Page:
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I-66 paving planned

I've got my own comment to add to our posting inviting your input on Virginia's draft plan for transportation improvements: There's a highlight in there for Interstate 66 drivers outside the Capital Beltway.

It includes money to resurface the deteriorating pavement on I-66 between Route 50 and the Beltway, a distance of 5.6 miles. Drivers routinely write in to me and tell me that dealing with the traffic congestion near the Beltway is bad enough, but that pavement! It's just ghastly.

A resurfacing has been on Virginia's wish list for a while, but there's been no money. That's become a chronic condition for transportation projects in both Virginia and Maryland.

But the I-66 paving probably will become one of the many road projects in the region to use federal stimulus money, about $42 million in this case. Total expenses are likely to be about $70 million.

Joan Morris, spokeswoman for the Virginia Department of Transportation, tells me that the project includes full-depth patching of damaged portions of the concrete pavement, and then overlaying the pavement with asphalt. That should provide additional strength and durability, she said.

As long as the Commonwealth Transportation Board approves the plan -- something that is quite likely -- VDOT hopes to request contractor proposals for the work in September and begin construction in 2011.

The work will take two full construction seasons, putting the completion at the end of 2012 or early in 2013, Morris said. She said she knew that would set motorists to groaning, so she added that VDOT plans to do all the work from 10 p.m. to 5 a.m. Two of the four lanes would be open during that night work to minimize the impact on traffic. That section of the interstate is used by 180,000 vehicles a day.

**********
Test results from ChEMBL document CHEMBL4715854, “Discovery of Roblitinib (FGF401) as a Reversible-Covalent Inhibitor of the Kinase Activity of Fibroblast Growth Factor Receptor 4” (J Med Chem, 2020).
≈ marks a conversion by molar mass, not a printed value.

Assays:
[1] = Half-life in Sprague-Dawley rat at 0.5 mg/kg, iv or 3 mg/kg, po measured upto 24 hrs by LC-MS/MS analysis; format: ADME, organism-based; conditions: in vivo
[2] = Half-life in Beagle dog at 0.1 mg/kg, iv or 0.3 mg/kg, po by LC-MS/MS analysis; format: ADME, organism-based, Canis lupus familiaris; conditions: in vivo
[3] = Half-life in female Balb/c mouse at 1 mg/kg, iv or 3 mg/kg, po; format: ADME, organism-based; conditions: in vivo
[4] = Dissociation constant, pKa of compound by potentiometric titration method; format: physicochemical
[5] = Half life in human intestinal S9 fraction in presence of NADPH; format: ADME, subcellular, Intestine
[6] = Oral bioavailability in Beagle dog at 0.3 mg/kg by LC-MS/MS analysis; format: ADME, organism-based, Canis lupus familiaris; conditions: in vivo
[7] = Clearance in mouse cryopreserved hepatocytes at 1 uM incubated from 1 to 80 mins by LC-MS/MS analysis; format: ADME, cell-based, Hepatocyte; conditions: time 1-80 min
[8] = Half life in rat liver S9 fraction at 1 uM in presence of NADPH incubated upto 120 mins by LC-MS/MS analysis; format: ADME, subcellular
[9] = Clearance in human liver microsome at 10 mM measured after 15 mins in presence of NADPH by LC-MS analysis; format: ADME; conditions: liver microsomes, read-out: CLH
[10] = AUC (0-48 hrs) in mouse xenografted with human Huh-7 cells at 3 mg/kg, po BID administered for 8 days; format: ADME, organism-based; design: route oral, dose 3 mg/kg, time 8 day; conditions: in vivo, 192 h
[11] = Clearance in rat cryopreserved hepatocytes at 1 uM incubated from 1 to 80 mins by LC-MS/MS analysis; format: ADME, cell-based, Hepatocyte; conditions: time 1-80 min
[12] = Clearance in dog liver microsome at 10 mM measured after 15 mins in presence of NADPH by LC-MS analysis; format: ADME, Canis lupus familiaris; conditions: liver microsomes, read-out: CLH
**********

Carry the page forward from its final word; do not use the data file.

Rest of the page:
By Robert Thomson  |  May 20, 2010; 2:10 PM ET
Categories:  Construction , Driving , highways  | Tags: Dr. Gridlock, VDOT  
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The road is horrible and badly needs to be resurfaced. BUT one thing that gives me pause is the comment about using asphalt (black pavement). While I usually prefer asphalt because it's smoother and quieter, the concern I have on I-66 outside the Beltway is with the "shoulder lane" denoted by the red "X" or green arrow. When the shoulder was converted to a part-time lane, VDOT made a big point about how it was going to be asphalt (black) so as to set it apart visually from the other lanes paved in concrete (white), with the idea being that it would help underscore that there was something special about that lane. This was done in part because of VDOT's experience with a "shoulder lane" on I-95 south of Newington, where the shoulder was the same asphalt surface as the rest of the road and a guy whose car broke down got killed when a tractor-trailer, driving illegally in the shoulder lane, flattened his car.

Paving all of I-66 the same will make for a much smoother ride but will make it harder for someone not familiar with the road to recognize that there's something different about that lane.

Posted by: 1995hoo | May 20, 2010 2:56 PM | Report abuse

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